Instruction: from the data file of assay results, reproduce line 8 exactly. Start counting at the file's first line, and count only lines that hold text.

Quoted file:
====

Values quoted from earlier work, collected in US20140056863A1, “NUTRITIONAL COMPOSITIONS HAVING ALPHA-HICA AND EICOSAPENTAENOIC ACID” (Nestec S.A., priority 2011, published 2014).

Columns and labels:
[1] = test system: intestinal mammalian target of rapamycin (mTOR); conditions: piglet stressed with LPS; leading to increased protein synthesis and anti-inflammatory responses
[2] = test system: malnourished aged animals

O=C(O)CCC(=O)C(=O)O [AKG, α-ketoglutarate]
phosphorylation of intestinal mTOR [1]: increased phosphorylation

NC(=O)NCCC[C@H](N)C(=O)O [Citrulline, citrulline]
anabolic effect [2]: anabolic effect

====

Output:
anabolic effect [2]: anabolic effect